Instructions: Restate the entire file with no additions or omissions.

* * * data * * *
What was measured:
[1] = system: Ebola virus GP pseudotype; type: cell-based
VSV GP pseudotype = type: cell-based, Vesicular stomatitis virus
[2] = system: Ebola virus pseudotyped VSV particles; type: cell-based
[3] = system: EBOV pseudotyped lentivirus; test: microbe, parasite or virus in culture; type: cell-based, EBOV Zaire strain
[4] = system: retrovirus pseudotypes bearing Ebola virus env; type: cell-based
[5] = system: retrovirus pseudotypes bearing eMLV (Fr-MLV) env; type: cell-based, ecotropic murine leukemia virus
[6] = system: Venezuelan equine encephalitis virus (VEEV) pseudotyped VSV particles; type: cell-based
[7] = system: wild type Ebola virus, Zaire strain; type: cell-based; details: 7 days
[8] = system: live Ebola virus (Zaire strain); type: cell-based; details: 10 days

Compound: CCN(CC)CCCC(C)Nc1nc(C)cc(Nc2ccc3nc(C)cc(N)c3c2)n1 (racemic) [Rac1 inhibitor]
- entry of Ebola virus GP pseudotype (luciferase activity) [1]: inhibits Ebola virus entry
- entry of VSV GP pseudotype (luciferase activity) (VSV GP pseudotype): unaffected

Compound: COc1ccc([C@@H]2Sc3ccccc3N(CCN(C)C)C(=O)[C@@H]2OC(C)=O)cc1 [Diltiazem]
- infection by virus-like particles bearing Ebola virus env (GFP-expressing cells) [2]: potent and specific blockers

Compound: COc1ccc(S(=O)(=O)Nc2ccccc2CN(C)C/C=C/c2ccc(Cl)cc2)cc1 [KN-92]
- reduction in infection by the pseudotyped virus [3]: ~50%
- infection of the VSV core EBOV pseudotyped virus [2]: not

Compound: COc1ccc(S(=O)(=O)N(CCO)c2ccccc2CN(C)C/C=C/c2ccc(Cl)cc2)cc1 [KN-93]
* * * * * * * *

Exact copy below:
What was measured:
[1] = system: Ebola virus GP pseudotype; type: cell-based
VSV GP pseudotype = type: cell-based, Vesicular stomatitis virus
[2] = system: Ebola virus pseudotyped VSV particles; type: cell-based
[3] = system: EBOV pseudotyped lentivirus; test: microbe, parasite or virus in culture; type: cell-based, EBOV Zaire strain
[4] = system: retrovirus pseudotypes bearing Ebola virus env; type: cell-based
[5] = system: retrovirus pseudotypes bearing eMLV (Fr-MLV) env; type: cell-based, ecotropic murine leukemia virus
[6] = system: Venezuelan equine encephalitis virus (VEEV) pseudotyped VSV particles; type: cell-based
[7] = system: wild type Ebola virus, Zaire strain; type: cell-based; details: 7 days
[8] = system: live Ebola virus (Zaire strain); type: cell-based; details: 10 days

Compound: CCN(CC)CCCC(C)Nc1nc(C)cc(Nc2ccc3nc(C)cc(N)c3c2)n1 (racemic) [Rac1 inhibitor]
- entry of Ebola virus GP pseudotype (luciferase activity) [1]: inhibits Ebola virus entry
- entry of VSV GP pseudotype (luciferase activity) (VSV GP pseudotype): unaffected

Compound: COc1ccc([C@@H]2Sc3ccccc3N(CCN(C)C)C(=O)[C@@H]2OC(C)=O)cc1 [Diltiazem]
- infection by virus-like particles bearing Ebola virus env (GFP-expressing cells) [2]: potent and specific blockers

Compound: COc1ccc(S(=O)(=O)Nc2ccccc2CN(C)C/C=C/c2ccc(Cl)cc2)cc1 [KN-92]
- reduction in infection by the pseudotyped virus [3]: ~50%
- infection of the VSV core EBOV pseudotyped virus [2]: not

Compound: COc1ccc(S(=O)(=O)N(CCO)c2ccccc2CN(C)C/C=C/c2ccc(Cl)cc2)cc1 [KN-93]